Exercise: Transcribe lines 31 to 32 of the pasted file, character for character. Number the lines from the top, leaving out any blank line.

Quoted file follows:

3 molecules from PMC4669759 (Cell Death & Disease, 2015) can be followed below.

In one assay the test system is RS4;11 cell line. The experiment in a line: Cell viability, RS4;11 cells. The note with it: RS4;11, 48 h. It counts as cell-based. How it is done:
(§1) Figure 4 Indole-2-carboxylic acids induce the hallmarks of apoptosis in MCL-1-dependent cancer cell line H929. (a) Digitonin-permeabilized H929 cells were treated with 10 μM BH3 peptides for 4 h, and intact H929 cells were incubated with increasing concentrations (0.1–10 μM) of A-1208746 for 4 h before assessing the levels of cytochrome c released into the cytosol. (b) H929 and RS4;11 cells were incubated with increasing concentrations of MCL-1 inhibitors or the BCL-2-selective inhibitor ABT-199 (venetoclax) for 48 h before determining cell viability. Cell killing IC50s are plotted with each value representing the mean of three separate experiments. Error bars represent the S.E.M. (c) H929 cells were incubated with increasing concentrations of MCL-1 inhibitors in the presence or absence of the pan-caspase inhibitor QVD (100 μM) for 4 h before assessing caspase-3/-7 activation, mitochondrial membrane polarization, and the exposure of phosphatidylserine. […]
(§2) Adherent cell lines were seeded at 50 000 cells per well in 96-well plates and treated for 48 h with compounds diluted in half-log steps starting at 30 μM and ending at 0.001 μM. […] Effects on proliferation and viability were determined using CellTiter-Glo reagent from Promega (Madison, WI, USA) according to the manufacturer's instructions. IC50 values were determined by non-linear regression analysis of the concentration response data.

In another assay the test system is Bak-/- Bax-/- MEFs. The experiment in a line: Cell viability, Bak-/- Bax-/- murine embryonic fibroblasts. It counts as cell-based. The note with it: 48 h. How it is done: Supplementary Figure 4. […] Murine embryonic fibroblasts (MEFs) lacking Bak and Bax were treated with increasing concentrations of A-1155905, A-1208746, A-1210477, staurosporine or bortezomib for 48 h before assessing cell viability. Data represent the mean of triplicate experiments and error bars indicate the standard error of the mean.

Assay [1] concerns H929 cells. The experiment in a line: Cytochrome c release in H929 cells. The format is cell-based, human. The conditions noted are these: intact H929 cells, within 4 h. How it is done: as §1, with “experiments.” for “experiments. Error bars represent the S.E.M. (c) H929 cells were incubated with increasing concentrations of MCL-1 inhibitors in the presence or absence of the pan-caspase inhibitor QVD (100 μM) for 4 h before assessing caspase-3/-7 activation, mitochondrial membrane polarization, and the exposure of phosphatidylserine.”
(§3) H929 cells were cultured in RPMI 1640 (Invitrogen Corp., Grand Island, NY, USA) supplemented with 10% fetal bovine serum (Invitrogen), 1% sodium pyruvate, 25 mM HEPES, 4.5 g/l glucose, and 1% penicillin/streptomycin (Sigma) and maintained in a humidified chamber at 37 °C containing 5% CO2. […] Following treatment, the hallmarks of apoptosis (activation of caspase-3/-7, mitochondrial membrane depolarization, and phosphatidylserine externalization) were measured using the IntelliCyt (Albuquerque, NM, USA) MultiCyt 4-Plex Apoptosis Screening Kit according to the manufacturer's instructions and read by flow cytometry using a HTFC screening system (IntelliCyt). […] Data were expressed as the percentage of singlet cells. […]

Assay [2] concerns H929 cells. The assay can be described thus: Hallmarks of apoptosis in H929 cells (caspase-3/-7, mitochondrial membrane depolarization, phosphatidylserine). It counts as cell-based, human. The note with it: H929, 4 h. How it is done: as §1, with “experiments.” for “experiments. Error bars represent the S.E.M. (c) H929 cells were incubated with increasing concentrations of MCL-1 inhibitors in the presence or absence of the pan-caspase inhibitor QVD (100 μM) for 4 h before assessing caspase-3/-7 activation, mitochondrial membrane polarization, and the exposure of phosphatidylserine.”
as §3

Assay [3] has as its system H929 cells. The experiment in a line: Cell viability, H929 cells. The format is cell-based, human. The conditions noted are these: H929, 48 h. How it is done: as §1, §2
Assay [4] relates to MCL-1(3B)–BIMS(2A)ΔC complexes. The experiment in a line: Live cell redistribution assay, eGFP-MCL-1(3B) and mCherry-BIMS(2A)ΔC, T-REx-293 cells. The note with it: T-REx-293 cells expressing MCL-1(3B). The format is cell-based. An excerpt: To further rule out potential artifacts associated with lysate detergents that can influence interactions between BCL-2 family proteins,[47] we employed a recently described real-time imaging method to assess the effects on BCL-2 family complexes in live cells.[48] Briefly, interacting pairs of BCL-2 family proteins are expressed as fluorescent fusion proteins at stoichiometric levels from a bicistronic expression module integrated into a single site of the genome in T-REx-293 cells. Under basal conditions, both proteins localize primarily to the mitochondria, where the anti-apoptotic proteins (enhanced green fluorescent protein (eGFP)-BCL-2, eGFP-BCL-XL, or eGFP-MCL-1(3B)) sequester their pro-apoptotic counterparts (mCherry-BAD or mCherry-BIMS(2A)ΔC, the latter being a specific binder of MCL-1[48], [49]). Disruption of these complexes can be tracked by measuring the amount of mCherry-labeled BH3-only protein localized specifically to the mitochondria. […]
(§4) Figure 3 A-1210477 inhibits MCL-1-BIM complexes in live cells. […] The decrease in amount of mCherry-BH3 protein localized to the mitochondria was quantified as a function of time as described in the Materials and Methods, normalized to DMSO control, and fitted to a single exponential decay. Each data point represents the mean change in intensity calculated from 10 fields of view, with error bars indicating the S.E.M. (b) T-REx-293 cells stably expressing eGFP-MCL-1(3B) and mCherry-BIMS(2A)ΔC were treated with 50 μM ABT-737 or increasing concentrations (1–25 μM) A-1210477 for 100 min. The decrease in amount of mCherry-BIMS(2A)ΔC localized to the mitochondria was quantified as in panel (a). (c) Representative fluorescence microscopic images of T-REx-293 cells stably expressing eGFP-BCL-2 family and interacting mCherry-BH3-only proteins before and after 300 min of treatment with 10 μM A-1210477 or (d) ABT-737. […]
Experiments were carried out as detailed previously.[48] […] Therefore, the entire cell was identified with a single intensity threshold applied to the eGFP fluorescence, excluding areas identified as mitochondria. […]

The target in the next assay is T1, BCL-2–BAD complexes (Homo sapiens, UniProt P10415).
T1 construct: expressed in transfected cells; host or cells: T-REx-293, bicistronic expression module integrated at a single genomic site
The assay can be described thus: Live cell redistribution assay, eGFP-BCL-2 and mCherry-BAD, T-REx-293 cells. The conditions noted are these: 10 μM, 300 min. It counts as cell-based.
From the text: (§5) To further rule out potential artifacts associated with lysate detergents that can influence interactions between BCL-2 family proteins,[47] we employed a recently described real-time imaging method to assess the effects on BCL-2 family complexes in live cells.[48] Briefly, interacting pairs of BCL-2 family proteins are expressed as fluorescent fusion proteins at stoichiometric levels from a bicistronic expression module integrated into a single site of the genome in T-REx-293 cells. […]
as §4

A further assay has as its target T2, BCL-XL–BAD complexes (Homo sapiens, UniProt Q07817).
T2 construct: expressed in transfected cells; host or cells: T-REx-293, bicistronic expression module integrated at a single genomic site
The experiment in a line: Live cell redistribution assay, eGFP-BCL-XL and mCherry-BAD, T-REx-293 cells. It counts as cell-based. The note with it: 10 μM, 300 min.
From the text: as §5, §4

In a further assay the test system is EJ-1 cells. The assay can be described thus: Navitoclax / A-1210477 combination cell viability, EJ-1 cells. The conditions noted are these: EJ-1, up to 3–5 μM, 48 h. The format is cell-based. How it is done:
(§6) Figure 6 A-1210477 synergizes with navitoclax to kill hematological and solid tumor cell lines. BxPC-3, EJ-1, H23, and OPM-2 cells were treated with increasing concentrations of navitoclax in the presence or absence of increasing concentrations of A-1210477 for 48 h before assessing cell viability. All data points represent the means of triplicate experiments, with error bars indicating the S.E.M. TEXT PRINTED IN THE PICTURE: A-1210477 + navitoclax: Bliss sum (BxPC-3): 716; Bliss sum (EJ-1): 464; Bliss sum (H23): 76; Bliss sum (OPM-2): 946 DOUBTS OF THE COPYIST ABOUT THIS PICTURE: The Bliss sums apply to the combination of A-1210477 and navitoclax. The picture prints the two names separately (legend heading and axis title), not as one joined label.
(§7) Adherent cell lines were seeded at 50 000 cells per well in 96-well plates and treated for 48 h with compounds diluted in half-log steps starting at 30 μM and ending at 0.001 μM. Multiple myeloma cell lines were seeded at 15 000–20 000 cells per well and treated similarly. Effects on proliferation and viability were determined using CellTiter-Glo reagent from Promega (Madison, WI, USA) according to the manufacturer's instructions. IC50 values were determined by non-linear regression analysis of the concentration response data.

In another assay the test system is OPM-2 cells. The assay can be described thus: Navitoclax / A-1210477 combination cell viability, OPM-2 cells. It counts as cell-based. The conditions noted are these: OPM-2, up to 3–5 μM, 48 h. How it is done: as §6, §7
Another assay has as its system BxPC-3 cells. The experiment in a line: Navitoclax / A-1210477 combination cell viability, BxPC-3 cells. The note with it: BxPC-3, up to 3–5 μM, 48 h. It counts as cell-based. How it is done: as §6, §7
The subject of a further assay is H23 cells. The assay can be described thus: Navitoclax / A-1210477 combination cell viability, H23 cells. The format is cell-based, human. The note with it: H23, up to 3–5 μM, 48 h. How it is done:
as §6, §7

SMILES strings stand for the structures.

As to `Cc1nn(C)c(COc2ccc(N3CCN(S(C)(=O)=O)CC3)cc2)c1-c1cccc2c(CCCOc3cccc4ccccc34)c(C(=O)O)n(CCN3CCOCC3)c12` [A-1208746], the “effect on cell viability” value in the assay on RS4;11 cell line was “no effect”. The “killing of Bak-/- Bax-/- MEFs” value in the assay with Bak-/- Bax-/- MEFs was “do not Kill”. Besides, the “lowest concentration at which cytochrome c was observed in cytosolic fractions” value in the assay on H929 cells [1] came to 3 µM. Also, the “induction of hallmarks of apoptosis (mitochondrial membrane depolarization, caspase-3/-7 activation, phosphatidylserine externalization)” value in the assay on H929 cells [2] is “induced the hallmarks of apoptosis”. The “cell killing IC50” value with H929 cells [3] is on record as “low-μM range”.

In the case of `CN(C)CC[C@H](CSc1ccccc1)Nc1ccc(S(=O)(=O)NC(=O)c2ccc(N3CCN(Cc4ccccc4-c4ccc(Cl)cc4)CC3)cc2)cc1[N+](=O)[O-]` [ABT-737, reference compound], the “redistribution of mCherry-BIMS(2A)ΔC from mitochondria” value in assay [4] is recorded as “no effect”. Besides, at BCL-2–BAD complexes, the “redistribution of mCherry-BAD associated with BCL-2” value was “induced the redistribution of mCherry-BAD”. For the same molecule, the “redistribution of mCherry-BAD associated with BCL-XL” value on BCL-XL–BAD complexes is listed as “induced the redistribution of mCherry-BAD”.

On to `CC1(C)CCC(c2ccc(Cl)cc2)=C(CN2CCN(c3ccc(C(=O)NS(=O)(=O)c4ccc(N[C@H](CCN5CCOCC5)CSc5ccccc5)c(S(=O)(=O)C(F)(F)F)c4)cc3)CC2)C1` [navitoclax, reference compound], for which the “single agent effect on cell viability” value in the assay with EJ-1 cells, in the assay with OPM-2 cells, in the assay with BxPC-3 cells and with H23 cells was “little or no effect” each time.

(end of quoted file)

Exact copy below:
As to `Cc1nn(C)c(COc2ccc(N3CCN(S(C)(=O)=O)CC3)cc2)c1-c1cccc2c(CCCOc3cccc4ccccc34)c(C(=O)O)n(CCN3CCOCC3)c12` [A-1208746], the “effect on cell viability” value in the assay on RS4;11 cell line was “no effect”. The “killing of Bak-/- Bax-/- MEFs” value in the assay with Bak-/- Bax-/- MEFs was “do not Kill”. Besides, the “lowest concentration at which cytochrome c was observed in cytosolic fractions” value in the assay on H929 cells [1] came to 3 µM. Also, the “induction of hallmarks of apoptosis (mitochondrial membrane depolarization, caspase-3/-7 activation, phosphatidylserine externalization)” value in the assay on H929 cells [2] is “induced the hallmarks of apoptosis”. The “cell killing IC50” value with H929 cells [3] is on record as “low-μM range”.

In the case of `CN(C)CC[C@H](CSc1ccccc1)Nc1ccc(S(=O)(=O)NC(=O)c2ccc(N3CCN(Cc4ccccc4-c4ccc(Cl)cc4)CC3)cc2)cc1[N+](=O)[O-]` [ABT-737, reference compound], the “redistribution of mCherry-BIMS(2A)ΔC from mitochondria” value in assay [4] is recorded as “no effect”. Besides, at BCL-2–BAD complexes, the “redistribution of mCherry-BAD associated with BCL-2” value was “induced the redistribution of mCherry-BAD”. For the same molecule, the “redistribution of mCherry-BAD associated with BCL-XL” value on BCL-XL–BAD complexes is listed as “induced the redistribution of mCherry-BAD”.